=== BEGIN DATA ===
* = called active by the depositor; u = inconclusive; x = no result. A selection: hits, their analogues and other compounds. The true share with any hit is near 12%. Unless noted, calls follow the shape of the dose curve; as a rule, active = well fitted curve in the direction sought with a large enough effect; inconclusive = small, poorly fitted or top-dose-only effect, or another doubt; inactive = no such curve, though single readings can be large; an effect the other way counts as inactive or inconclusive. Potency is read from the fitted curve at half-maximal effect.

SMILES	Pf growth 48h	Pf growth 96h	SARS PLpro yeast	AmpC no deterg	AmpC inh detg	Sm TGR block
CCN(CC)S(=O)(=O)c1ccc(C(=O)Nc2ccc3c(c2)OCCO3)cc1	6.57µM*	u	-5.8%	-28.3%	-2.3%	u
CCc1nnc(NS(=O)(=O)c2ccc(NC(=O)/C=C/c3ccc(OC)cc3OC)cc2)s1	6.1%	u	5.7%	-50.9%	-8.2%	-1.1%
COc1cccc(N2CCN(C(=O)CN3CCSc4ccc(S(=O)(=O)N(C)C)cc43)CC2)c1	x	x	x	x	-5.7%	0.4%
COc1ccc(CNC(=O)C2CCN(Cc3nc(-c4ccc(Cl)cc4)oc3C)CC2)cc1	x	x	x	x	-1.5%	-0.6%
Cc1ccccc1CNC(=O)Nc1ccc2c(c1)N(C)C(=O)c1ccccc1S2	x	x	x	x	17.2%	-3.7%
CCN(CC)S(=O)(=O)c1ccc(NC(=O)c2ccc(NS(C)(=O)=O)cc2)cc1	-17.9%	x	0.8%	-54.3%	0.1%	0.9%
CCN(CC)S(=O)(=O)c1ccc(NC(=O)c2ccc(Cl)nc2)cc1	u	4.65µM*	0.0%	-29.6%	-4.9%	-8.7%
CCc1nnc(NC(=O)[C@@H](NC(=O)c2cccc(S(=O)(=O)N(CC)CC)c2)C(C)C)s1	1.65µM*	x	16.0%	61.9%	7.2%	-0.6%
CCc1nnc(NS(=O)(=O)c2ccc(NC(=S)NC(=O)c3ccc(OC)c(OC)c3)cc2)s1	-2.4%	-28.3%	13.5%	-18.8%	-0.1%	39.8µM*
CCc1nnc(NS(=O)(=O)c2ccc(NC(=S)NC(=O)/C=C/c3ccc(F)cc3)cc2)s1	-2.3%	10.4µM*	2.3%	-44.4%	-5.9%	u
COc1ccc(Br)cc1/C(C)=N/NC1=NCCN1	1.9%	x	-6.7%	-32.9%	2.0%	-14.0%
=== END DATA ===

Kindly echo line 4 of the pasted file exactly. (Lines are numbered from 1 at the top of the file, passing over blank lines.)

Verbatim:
CCc1nnc(NS(=O)(=O)c2ccc(NC(=O)/C=C/c3ccc(OC)cc3OC)cc2)s1	6.1%	u	5.7%	-50.9%	-8.2%	-1.1%